By Angelina Li, Natalie Pan, and Jessica Wei
Tired of skipping lunch to build robots or debate ethics? Have your friends asked why they never see you in the cafeteria anymore? If these scenarios resonate with you, you are probably one of the many Winsor students who suffer from clubs-meet-at-lunch-itis. The new six-day schedule has brought about many changes to student life, but the disappearance of a permanent clubs block has been the most detrimental. Clubs block was retired after the 2019-2020 school year, perhaps another change brought by the COVID pandemic. Now, the solution is simple: Bring it back!
Proponents of the clubs block firmly believe that, in an already busy school schedule, lunch should be our time to take a breath. Jenna Phinney ’23 said, “Meeting during lunch makes an already jam-packed schedule even tighter.” She suggested that “designating a block for the clubs… allows for more structure and quality time spent between the club members.” Meg Madison ’24 agreed that “lunch is already short as it is and one of the few times we get to relax and talk to our friends at school. [Hosting] clubs during lunch prevents some people from participating in clubs because they don’t want to lose that time.” Adding on, Emily Hou ’22 remarked, “With how long the lunch line has become, club time has become incredibly short and a hassle. It’s difficult to spend time with friends in general due to COVID. Lunch has become a bonding time for us all, but clubs during lunch takes that away from us.” In general, students who are in favor of a clubs block want to reserve lunch for bonding and advocate for a more structured, designated space for club meetings.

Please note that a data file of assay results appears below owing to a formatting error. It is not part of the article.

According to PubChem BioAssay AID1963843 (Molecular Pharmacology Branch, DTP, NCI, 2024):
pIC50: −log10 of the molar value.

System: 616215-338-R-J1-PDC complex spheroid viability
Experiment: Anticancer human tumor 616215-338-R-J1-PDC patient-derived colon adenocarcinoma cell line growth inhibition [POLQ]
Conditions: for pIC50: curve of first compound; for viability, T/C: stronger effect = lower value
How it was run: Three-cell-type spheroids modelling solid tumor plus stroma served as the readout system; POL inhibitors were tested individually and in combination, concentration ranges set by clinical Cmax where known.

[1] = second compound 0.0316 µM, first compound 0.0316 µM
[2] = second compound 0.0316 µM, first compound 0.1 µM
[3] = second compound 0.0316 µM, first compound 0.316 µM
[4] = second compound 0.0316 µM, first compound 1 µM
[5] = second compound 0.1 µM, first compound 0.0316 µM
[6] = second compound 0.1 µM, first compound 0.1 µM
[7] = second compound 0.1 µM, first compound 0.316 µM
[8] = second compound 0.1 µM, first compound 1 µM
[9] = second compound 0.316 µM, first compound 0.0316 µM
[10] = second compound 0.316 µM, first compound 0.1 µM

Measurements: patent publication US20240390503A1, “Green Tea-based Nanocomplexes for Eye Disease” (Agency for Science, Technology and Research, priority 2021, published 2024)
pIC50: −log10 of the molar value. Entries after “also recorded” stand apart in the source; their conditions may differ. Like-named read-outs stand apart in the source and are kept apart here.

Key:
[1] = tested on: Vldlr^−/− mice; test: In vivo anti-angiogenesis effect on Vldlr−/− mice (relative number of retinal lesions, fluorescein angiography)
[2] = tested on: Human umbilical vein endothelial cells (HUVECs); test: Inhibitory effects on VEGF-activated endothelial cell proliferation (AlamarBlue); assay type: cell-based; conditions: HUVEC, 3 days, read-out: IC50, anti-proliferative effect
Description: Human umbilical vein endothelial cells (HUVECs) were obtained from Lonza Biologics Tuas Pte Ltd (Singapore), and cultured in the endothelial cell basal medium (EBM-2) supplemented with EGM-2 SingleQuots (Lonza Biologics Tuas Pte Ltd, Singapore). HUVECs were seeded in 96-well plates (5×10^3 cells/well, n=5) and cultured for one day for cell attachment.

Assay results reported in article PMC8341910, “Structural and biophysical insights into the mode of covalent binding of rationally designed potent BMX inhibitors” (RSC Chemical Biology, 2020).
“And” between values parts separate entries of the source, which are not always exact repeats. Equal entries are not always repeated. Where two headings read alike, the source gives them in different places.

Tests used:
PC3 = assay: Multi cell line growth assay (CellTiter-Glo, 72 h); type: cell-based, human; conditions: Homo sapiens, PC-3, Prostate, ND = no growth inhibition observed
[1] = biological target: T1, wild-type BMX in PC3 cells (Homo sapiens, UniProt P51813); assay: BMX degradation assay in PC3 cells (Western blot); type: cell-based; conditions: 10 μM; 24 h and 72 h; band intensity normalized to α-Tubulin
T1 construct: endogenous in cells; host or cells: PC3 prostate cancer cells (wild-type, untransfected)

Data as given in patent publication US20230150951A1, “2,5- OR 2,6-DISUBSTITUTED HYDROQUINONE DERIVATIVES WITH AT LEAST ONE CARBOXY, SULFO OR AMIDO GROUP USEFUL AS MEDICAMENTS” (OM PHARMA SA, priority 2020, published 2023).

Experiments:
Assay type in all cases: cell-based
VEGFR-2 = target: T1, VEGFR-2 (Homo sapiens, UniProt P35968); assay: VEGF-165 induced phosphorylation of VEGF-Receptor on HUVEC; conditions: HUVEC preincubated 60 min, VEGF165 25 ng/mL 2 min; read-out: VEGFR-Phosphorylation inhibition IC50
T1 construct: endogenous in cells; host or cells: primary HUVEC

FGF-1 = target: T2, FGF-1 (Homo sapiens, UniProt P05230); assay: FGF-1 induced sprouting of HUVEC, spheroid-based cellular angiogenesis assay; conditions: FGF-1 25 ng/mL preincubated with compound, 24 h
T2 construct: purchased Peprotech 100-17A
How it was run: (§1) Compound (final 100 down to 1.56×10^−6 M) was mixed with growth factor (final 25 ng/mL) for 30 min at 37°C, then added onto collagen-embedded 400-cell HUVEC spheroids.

However, some people prefer having clubs meet at lunch. Nicole Hwang ’23 believes that having clubs meet at lunch makes them more accessible to students “because it’s easy to get your food and then walk down the hall [to the room].” She has also noticed that “eating during club meetings makes them more chill,” while implementing a clubs block might make meetings “feel like a class… which makes it less fun.” Allison Chan ’23 agrees and claims that “there’s also more of an incentive to attend clubs if you’re at lunch rather than at a free [period] because lunch is always a time used for socialization while you might rather do homework than attend a club meeting if you’re at a free [period].” Students who are against implementing a separate clubs block seem to be the most concerned about losing the casual dynamic of lunch discussions and taking away time from other commitments.
Though the argument for clubs being held during lunch is quite understandable, there are some clear advantages to having a special clubs block implemented into Winsor students’ schedules. With the short amount of time allotted for lunch, club members are likely to be distracted by the plates of food in front of them. A calmer environment in the form of a separate clubs block is the key to ensuring that all clubs can run smoothly and efficiently. Additionally, since many clubs would be running at the same time, it is unlikely that students will find themselves missing out on conversations with friends in the cafeteria. Also, it is easier for both the kitchen and cleaning staff to not have food in classrooms. Let’s bring back clubs block!